Acknowledgment Since alarm messages indicate abnormal operating statuses, they have to be
acknowledged. They can be acknowledged either by
 operator input on the operating unit
 setting a bit in the PLC acknowledgement area.

Message initiation A message is initiated by setting a bit in one of the message areas on the
PLC. The location of the message areas is defined by means of the configura-
tion software. The corresponding area must also be set up on the PLC.
As soon as the bit in the PLC event/alarm message area has been set and that
area has been transferred to the operating unit, the operating unit detects that
the relevant message has ”arrived”.
Conversely, when the same bit is reset on the PLC by the operating unit the
message is registered as having ”departed”.

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Message areas Table 11-2 shows the number of message areas for event and alarm messages,
the number of alarm message acknowledgement areas (PLC → operating unit
and operating unit → PLC) and the overall length of all areas for each of the
various operating unit models.

Table 11-2 Operating Unit Message Areas

Unit Event message area Alarm messages area/


Alarm message acknowledge-
ment area
Number Length (words) Number Overall length per
per type type (words)
TD10 4 64 – –
TD20 4 64 4 64
TD17 4 63 – –
OP5 4 32 4 32
OP7 4 32 4 32
OP15 4 63 4 63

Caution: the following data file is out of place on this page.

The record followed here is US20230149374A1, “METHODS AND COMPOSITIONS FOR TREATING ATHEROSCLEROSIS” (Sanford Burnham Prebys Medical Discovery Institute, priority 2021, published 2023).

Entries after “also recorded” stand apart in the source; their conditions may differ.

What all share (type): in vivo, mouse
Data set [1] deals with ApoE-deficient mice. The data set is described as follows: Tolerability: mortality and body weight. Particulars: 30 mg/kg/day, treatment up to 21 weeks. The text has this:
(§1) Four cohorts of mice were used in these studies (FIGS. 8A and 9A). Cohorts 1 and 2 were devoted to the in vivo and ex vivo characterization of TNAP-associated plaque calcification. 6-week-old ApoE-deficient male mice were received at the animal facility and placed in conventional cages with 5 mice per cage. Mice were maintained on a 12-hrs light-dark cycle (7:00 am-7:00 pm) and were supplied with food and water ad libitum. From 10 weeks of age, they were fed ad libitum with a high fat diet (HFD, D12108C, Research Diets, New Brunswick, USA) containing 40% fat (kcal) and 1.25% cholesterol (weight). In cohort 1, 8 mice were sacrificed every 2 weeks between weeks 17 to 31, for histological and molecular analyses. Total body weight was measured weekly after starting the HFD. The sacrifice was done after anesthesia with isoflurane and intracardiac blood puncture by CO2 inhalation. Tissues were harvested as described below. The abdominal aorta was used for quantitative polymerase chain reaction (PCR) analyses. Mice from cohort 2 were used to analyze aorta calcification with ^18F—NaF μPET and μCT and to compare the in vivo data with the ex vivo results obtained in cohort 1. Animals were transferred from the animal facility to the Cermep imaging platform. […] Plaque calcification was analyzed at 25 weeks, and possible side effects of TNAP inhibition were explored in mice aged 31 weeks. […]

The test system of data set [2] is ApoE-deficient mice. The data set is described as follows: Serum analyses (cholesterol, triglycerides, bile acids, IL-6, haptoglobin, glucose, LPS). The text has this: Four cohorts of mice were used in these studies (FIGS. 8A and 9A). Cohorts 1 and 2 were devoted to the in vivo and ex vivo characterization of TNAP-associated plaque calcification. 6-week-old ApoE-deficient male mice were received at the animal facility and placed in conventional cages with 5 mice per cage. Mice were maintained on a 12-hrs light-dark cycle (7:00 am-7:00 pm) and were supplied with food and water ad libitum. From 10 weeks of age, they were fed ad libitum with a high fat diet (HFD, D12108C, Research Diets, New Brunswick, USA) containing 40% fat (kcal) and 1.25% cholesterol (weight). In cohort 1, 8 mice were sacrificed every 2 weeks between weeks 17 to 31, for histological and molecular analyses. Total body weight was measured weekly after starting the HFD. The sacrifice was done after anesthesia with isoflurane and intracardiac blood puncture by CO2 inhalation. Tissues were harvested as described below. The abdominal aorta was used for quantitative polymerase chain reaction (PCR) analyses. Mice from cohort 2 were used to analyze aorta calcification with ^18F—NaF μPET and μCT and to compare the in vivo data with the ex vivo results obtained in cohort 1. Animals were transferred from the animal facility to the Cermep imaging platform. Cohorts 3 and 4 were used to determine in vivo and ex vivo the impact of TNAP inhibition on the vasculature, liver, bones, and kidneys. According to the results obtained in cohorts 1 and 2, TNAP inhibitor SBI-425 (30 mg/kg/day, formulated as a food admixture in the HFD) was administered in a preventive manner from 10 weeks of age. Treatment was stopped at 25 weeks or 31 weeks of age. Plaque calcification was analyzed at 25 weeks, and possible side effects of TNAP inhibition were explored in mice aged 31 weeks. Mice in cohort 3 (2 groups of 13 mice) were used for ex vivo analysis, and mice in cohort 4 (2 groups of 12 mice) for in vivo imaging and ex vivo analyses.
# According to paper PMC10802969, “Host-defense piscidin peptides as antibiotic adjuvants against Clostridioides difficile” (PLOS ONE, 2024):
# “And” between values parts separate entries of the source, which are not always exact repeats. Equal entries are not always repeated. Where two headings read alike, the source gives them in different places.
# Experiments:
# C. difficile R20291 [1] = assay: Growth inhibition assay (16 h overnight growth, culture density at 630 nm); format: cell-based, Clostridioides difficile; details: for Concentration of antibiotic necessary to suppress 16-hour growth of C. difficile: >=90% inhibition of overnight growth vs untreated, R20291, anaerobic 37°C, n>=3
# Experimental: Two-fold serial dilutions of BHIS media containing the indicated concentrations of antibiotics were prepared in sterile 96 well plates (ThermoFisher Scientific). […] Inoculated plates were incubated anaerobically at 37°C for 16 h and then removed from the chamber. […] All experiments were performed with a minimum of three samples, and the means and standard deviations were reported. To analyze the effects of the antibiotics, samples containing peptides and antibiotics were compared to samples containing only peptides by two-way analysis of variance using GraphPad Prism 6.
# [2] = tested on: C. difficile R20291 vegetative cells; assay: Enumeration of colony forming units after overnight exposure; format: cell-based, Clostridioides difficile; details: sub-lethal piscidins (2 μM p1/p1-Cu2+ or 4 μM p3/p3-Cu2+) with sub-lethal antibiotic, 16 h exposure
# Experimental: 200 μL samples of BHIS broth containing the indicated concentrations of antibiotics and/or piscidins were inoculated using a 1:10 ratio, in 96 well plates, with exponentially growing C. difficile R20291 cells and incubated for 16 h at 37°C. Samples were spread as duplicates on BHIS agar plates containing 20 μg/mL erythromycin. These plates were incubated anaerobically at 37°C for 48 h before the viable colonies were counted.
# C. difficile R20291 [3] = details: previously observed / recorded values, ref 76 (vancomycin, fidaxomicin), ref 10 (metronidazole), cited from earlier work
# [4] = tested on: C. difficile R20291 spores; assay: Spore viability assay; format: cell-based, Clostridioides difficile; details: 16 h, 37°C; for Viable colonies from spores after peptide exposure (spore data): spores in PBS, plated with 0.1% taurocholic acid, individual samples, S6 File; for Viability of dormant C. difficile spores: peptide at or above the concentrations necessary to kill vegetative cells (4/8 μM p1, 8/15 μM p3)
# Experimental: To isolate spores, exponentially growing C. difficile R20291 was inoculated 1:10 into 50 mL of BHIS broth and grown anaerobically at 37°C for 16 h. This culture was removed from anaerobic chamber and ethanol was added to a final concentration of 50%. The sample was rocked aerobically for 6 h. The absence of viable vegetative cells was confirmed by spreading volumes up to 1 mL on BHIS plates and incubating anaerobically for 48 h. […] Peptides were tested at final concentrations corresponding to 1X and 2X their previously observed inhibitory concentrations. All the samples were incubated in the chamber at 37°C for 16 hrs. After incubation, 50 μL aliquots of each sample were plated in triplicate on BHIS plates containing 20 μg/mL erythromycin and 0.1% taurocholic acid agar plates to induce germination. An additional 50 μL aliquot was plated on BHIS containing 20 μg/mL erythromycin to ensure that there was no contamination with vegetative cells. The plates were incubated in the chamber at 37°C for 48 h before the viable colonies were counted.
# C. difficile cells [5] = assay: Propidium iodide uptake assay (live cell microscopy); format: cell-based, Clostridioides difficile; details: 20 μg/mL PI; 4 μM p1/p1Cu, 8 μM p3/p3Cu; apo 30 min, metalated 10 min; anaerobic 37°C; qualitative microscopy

OP17 4 63 4 63
OP20 4 64 4 64
OP25, OP35 8 125 8 125
OP27, OP37 8 125 8 125
TP27, TP37 8 125 8 125

Assignment of A message can be configured for every bit in the message area configured.
message bit and The bits are assigned to the message numbers in ascending order.
message number
Example:
Let us assume that the following event message area has been configured for
the SIMATIC S5 PLC:
DB 60 Address 43 Length 5 (in words)
Figure 11-1 shows the assignment of all 80 (5 x 16) message numbers to
the individual bit numbers in the PLC event message area.
That assignment is performed automatically on the operating unit.

 

    


    

   

Figure 11-1 Assignment of Message Bit and Message Number

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Acknowledgement If the PLC is to be informed of acknowledgement of an alarm message on the


areas operating unit or if the acknowledgement is to be issued by the PLC itself,
the appropriate acknowledgement areas must be set up on the PLC as fol-
lows:
 Acknowledgement area operating unit →PLC:
This area is used to inform the PLC when an alarm message has been ack-
nowledged by operator input on the operating unit.
 Acknowledgement area PLC → operating unit:
This area is used to acknowledge an alarm message by the PLC.
These acknowledgement areas must also be specified in the configuration
under Area Pointers.
Figure 11-2 shows a schematic diagram of the of the individual alarm mes-
sage and acknowledgement areas. The acknowledgement sequences are
shown in figures 11-4 and 11-5.

Operating Unit PLC

  

Internal processing / Acknowledgement area


link PLC ! operating unit

Acknowledgement area
operating unit ! PLC

Figure 11-2 Alarm Message and Acknowledgement Areas

Assignment of Each alarm message has a message number. That message number is assigned
acknowledgment the same bit number in the alarm messages area as the bit number it is as-
bit to message signed in the acknowledgement area. Under normal circumstances, the ac-
number knowledgement area is the same length as the associated alarm messages area.
If the length of an acknowledgement area is not equal to the overall length of
the associated alarm messages area and there are succeeding alarm messages
and acknowledgement areas, the following assignment applies:

Alarm messages area 1 Acknowledgement area 1


Alarm message no. 1 Acknowledgement bit for alarm message no. 1